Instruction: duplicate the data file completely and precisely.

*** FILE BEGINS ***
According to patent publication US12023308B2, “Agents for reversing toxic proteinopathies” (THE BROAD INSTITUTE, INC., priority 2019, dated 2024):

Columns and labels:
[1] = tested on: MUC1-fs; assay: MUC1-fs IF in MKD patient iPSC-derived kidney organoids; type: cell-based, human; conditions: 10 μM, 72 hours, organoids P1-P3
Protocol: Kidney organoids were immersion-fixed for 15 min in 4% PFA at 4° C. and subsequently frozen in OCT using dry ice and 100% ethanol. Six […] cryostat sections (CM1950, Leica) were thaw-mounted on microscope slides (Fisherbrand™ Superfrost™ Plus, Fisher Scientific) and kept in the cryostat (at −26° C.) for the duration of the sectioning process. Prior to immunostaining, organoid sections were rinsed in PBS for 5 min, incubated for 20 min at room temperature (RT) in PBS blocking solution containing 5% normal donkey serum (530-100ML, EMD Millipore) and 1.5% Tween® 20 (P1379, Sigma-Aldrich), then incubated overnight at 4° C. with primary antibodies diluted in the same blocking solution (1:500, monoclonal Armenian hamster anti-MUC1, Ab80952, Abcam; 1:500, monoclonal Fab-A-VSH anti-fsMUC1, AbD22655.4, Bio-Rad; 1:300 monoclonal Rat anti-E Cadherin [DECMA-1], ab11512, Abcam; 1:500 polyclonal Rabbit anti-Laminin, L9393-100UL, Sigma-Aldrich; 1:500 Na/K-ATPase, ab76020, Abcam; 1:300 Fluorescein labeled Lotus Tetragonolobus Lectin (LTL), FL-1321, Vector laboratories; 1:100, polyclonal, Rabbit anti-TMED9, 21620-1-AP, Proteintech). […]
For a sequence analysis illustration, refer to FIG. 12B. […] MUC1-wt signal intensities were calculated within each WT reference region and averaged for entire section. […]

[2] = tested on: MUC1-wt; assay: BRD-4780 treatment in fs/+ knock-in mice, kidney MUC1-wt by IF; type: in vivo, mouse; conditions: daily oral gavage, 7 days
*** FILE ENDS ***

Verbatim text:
According to patent publication US12023308B2, “Agents for reversing toxic proteinopathies” (THE BROAD INSTITUTE, INC., priority 2019, dated 2024):

Columns and labels:
[1] = tested on: MUC1-fs; assay: MUC1-fs IF in MKD patient iPSC-derived kidney organoids; type: cell-based, human; conditions: 10 μM, 72 hours, organoids P1-P3
Protocol: Kidney organoids were immersion-fixed for 15 min in 4% PFA at 4° C. and subsequently frozen in OCT using dry ice and 100% ethanol. Six […] cryostat sections (CM1950, Leica) were thaw-mounted on microscope slides (Fisherbrand™ Superfrost™ Plus, Fisher Scientific) and kept in the cryostat (at −26° C.) for the duration of the sectioning process. Prior to immunostaining, organoid sections were rinsed in PBS for 5 min, incubated for 20 min at room temperature (RT) in PBS blocking solution containing 5% normal donkey serum (530-100ML, EMD Millipore) and 1.5% Tween® 20 (P1379, Sigma-Aldrich), then incubated overnight at 4° C. with primary antibodies diluted in the same blocking solution (1:500, monoclonal Armenian hamster anti-MUC1, Ab80952, Abcam; 1:500, monoclonal Fab-A-VSH anti-fsMUC1, AbD22655.4, Bio-Rad; 1:300 monoclonal Rat anti-E Cadherin [DECMA-1], ab11512, Abcam; 1:500 polyclonal Rabbit anti-Laminin, L9393-100UL, Sigma-Aldrich; 1:500 Na/K-ATPase, ab76020, Abcam; 1:300 Fluorescein labeled Lotus Tetragonolobus Lectin (LTL), FL-1321, Vector laboratories; 1:100, polyclonal, Rabbit anti-TMED9, 21620-1-AP, Proteintech). […]
For a sequence analysis illustration, refer to FIG. 12B. […] MUC1-wt signal intensities were calculated within each WT reference region and averaged for entire section. […]

[2] = tested on: MUC1-wt; assay: BRD-4780 treatment in fs/+ knock-in mice, kidney MUC1-wt by IF; type: in vivo, mouse; conditions: daily oral gavage, 7 days